1 Captain Wentworth had no fortune.
2 She had seen the same Frederick Wentworth.
3 "Now I have done," cried Captain Wentworth.
4 "I felt my luck, Admiral, I assure you;" replied Captain Wentworth, seriously.
5 From this time Captain Wentworth and Anne Elliot were repeatedly in the same circle.
6 Captain Wentworth is not very gallant by you, Anne, though he was so attentive to me.
7 Frederick Wentworth had used such words, or something like them, but without an idea that they would be carried round to her.
8 Captain Wentworth made a very early return to Mr Musgrove's civility, and she was all but calling there in the same half hour.
9 No one had ever come within the Kellynch circle, who could bear a comparison with Frederick Wentworth, as he stood in her memory.
10 I thought you were speaking of some man of property: Mr Wentworth was nobody, I remember; quite unconnected; nothing to do with the Strafford family.
11 Her feelings made her speak low; and Captain Wentworth, hearing only in part, and probably not having Dick Musgrove at all near his thoughts, looked rather in suspense, and as if waiting for more.
12 She could now answer as she ought; and was happy to feel, when Mrs Croft's next words explained it to be Mr Wentworth of whom she spoke, that she had said nothing which might not do for either brother.
13 A very few days more, and Captain Wentworth was known to be at Kellynch, and Mr Musgrove had called on him, and come back warm in his praise, and he was engaged with the Crofts to dine at Uppercross, by the end of another week.
14 There had been music, singing, talking, laughing, all that was most agreeable; charming manners in Captain Wentworth, no shyness or reserve; they seemed all to know each other perfectly, and he was coming the very next morning to shoot with Charles.
15 It had been a great disappointment to Mr Musgrove to find that no earlier day could be fixed, so impatient was he to shew his gratitude, by seeing Captain Wentworth under his own roof, and welcoming him to all that was strongest and best in his cellars.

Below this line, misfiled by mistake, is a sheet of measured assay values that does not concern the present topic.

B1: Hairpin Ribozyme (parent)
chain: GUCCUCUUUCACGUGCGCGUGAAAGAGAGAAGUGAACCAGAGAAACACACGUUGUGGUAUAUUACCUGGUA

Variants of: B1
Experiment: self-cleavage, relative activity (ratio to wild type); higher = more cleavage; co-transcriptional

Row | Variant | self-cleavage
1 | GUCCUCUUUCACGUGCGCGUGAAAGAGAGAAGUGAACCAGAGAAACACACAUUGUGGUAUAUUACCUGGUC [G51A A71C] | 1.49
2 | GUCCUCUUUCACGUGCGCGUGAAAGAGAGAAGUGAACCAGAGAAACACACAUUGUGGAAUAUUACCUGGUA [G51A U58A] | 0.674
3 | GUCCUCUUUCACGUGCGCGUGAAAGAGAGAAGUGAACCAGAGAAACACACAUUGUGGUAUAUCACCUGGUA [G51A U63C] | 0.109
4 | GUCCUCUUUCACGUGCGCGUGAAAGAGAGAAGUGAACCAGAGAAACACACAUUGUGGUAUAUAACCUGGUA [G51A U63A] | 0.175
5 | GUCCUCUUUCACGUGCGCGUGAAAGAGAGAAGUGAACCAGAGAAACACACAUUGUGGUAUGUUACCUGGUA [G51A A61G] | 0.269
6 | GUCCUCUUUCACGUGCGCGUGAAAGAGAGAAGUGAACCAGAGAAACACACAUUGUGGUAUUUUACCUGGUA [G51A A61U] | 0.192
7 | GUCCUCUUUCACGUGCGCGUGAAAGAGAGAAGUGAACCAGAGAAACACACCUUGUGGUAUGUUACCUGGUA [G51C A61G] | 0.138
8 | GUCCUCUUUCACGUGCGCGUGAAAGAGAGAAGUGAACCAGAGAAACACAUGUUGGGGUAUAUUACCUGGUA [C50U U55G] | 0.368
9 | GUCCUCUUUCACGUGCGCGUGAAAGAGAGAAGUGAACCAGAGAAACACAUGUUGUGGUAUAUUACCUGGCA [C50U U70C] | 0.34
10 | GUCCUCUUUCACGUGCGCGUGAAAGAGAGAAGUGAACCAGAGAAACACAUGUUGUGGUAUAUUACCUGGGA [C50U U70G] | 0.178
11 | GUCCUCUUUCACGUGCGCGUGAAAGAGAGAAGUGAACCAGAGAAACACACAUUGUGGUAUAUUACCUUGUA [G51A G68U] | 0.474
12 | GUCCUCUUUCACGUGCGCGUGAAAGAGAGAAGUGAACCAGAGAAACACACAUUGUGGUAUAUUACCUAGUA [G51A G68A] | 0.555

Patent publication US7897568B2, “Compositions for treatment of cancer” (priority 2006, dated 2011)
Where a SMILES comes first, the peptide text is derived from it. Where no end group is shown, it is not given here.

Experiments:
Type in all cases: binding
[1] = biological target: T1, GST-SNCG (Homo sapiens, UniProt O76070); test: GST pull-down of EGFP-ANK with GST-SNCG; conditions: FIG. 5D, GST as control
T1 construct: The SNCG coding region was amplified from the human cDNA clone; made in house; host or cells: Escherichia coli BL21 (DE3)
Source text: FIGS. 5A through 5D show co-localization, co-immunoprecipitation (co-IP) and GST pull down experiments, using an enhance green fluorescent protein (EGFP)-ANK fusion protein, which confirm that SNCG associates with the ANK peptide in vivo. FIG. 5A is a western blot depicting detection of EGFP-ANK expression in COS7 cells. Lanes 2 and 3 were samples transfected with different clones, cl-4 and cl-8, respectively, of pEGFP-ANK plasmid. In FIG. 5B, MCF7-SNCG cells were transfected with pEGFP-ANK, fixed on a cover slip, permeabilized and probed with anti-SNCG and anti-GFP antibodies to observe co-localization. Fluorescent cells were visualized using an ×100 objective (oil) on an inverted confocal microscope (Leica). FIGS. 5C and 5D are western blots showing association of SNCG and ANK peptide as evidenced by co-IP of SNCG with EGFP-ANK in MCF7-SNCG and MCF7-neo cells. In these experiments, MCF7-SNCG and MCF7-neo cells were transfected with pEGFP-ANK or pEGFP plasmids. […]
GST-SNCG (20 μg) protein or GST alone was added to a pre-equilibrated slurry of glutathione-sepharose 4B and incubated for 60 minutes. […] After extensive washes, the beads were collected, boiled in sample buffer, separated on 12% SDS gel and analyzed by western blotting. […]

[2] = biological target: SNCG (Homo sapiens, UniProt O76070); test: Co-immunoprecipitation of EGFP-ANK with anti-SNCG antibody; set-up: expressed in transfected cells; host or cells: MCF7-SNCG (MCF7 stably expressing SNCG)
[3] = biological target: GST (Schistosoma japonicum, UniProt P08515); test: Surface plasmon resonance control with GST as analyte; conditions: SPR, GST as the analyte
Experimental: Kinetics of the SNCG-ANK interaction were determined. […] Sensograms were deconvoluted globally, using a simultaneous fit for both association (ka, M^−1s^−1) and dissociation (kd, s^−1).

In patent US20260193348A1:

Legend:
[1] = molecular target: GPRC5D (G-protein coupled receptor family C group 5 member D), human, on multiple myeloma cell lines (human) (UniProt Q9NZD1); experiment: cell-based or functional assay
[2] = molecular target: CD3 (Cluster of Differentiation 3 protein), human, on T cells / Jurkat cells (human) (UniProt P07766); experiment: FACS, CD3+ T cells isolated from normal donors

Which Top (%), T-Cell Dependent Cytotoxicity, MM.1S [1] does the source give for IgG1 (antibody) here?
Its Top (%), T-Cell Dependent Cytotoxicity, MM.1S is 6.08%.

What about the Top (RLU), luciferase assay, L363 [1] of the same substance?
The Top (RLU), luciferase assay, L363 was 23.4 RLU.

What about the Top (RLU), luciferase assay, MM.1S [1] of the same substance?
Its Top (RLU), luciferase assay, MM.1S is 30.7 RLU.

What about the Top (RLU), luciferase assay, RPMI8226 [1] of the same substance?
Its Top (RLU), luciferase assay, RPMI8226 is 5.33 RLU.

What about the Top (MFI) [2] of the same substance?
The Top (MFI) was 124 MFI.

16 With all these circumstances, recollections and feelings, she could not hear that Captain Wentworth's sister was likely to live at Kellynch without a revival of former pain; and many a stroll, and many a sigh, were necessary to dispel the agitation of the idea.
17 And in short, he had looked and said everything with such exquisite grace, that they could assure them all, their heads were both turned by him; and off they ran, quite as full of glee as of love, and apparently more full of Captain Wentworth than of little Charles.
18 His father very much wished him to meet Captain Wentworth, and there being no sufficient reason against it, he ought to go; and it ended in his making a bold, public declaration, when he came in from shooting, of his meaning to dress directly, and dine at the other house.
19 Her eye half met Captain Wentworth's, a bow, a curtsey passed; she heard his voice; he talked to Mary, said all that was right, said something to the Miss Musgroves, enough to mark an easy footing; the room seemed full, full of persons and voices, but a few minutes ended it.
20 The girls were now hunting for the Laconia; and Captain Wentworth could not deny himself the pleasure of taking the precious volume into his own hands to save them the trouble, and once more read aloud the little statement of her name and rate, and present non-commissioned class, observing over it that she too had been one of the best friends man ever had.
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